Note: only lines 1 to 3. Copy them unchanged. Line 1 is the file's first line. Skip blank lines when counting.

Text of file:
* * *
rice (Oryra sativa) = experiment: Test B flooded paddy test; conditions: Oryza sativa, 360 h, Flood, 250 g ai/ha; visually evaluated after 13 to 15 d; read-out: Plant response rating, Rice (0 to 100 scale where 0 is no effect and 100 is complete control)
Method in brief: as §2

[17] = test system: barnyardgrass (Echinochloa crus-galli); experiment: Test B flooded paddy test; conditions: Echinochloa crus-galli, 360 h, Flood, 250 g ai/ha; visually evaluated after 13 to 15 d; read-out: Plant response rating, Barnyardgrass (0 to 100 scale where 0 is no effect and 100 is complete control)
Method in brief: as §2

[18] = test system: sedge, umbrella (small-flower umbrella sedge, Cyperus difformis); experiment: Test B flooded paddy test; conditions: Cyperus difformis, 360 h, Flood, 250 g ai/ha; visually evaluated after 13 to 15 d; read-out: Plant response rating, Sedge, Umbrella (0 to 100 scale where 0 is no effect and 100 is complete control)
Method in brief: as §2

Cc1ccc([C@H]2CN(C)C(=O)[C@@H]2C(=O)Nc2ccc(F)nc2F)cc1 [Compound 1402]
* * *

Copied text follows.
rice (Oryra sativa) = experiment: Test B flooded paddy test; conditions: Oryza sativa, 360 h, Flood, 250 g ai/ha; visually evaluated after 13 to 15 d; read-out: Plant response rating, Rice (0 to 100 scale where 0 is no effect and 100 is complete control)
Method in brief: as §2

[17] = test system: barnyardgrass (Echinochloa crus-galli); experiment: Test B flooded paddy test; conditions: Echinochloa crus-galli, 360 h, Flood, 250 g ai/ha; visually evaluated after 13 to 15 d; read-out: Plant response rating, Barnyardgrass (0 to 100 scale where 0 is no effect and 100 is complete control)